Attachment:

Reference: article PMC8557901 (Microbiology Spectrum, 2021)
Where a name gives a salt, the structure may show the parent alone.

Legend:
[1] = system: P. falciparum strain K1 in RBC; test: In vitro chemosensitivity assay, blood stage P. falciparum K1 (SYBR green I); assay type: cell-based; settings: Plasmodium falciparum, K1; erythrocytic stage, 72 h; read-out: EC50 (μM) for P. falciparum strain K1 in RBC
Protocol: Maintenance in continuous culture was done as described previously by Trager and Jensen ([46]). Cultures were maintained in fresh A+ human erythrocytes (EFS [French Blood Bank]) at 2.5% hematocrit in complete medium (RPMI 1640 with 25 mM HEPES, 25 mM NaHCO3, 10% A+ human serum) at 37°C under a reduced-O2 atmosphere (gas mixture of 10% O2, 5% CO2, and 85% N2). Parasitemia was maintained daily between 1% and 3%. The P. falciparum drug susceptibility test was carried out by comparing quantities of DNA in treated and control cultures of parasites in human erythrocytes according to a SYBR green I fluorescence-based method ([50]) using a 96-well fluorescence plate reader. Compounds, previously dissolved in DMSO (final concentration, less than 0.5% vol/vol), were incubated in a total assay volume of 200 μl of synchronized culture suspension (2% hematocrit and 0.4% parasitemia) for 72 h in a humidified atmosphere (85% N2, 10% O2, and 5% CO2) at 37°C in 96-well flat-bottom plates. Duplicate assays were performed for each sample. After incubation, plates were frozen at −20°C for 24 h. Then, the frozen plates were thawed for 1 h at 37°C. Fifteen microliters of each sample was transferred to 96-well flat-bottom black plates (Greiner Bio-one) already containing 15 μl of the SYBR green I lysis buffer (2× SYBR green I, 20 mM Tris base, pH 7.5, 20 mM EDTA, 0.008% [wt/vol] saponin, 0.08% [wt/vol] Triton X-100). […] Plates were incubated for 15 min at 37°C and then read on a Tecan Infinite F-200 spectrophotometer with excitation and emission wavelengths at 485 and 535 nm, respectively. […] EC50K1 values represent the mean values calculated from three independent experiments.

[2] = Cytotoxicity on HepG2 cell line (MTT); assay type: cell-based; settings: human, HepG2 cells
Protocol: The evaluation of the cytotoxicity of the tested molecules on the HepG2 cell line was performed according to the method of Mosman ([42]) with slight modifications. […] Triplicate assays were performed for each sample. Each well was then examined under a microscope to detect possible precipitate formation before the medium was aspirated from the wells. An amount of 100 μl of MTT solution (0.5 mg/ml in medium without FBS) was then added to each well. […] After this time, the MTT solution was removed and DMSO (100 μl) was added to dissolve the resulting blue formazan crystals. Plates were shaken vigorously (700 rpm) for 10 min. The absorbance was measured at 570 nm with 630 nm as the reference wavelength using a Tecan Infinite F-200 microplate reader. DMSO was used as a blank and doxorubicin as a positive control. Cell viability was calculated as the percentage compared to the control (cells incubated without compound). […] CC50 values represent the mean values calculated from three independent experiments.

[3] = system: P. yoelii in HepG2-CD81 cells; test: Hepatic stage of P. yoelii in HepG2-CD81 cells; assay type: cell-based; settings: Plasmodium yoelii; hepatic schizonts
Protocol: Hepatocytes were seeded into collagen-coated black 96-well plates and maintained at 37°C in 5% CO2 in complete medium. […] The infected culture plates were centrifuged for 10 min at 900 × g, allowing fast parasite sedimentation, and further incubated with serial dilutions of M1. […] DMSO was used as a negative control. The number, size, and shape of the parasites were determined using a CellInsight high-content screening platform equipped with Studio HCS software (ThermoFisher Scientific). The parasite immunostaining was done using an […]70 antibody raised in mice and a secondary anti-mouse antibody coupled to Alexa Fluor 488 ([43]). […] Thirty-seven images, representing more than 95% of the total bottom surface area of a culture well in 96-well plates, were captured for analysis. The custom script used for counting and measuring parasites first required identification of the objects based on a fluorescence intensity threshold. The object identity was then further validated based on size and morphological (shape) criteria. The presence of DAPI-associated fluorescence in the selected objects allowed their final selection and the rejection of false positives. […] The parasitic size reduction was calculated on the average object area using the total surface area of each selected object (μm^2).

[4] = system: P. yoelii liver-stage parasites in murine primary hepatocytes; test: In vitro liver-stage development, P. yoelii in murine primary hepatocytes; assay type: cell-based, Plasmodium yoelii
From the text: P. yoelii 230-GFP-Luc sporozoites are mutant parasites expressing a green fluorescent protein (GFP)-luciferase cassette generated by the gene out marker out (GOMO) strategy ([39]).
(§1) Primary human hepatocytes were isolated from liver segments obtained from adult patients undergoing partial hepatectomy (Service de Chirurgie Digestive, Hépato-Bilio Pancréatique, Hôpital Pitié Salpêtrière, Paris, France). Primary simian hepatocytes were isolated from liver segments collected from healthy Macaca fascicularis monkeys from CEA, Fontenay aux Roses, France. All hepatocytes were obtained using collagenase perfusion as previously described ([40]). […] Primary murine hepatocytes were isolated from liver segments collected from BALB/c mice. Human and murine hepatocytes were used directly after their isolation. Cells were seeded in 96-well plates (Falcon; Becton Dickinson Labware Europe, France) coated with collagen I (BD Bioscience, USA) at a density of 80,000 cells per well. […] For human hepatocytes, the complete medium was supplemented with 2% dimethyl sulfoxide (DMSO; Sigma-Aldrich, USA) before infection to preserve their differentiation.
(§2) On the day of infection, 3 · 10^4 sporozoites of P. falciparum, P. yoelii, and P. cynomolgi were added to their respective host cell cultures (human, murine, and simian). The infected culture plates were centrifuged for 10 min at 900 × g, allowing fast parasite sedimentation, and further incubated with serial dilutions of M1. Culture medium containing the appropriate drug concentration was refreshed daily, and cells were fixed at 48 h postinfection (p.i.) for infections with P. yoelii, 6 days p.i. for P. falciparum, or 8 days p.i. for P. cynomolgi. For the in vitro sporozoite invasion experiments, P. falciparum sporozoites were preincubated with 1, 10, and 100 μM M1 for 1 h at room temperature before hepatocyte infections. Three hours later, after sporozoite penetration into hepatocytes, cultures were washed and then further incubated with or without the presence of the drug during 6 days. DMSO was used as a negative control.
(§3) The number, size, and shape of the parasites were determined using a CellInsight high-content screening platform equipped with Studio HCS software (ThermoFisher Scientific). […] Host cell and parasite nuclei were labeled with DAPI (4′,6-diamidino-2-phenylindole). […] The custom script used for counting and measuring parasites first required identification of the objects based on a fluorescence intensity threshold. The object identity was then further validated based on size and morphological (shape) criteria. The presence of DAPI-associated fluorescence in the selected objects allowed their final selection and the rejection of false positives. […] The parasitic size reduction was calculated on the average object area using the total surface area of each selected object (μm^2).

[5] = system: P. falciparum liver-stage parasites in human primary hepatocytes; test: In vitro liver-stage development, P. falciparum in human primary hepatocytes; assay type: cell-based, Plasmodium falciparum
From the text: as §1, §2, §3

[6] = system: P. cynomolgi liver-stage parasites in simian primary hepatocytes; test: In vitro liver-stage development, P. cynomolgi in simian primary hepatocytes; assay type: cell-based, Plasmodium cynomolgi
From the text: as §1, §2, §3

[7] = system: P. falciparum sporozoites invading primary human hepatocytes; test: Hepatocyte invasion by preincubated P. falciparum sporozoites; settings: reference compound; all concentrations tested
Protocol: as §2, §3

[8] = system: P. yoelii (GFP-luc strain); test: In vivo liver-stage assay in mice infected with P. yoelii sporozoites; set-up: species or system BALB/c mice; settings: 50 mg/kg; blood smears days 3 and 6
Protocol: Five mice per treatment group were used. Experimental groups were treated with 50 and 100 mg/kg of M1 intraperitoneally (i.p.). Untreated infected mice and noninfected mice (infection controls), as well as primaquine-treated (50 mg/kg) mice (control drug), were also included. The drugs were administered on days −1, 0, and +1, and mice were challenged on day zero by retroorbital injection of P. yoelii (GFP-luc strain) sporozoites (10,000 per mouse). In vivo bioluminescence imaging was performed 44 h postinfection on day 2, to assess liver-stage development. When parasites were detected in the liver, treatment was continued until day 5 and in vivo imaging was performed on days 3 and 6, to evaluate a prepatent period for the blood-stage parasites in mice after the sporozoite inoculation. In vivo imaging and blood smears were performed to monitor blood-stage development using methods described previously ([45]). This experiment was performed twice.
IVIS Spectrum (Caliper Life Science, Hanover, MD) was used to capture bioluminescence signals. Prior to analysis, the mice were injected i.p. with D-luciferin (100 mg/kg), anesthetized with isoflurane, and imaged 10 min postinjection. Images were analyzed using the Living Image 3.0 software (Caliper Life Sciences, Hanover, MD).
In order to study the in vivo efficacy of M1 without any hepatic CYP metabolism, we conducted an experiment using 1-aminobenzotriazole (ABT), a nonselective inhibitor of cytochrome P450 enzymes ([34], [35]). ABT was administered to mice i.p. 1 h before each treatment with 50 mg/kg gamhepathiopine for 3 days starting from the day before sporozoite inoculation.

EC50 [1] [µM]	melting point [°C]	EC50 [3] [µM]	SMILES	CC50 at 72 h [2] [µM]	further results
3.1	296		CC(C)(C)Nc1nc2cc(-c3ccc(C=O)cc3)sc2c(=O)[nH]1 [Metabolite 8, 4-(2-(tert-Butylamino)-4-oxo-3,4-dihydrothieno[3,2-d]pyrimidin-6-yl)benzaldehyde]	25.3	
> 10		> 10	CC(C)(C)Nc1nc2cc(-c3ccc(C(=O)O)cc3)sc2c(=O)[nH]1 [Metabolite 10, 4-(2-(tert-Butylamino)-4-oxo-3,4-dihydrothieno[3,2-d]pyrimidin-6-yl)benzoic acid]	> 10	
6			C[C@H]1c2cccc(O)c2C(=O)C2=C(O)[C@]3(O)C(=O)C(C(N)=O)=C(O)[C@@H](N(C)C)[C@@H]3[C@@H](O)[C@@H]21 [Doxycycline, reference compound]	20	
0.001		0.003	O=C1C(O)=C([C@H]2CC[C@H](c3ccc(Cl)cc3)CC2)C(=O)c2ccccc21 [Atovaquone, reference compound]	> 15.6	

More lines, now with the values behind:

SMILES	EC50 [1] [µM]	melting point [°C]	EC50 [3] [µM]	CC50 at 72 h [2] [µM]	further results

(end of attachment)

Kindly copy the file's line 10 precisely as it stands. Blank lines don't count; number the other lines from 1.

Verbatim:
[4] = system: P. yoelii liver-stage parasites in murine primary hepatocytes; test: In vitro liver-stage development, P. yoelii in murine primary hepatocytes; assay type: cell-based, Plasmodium yoelii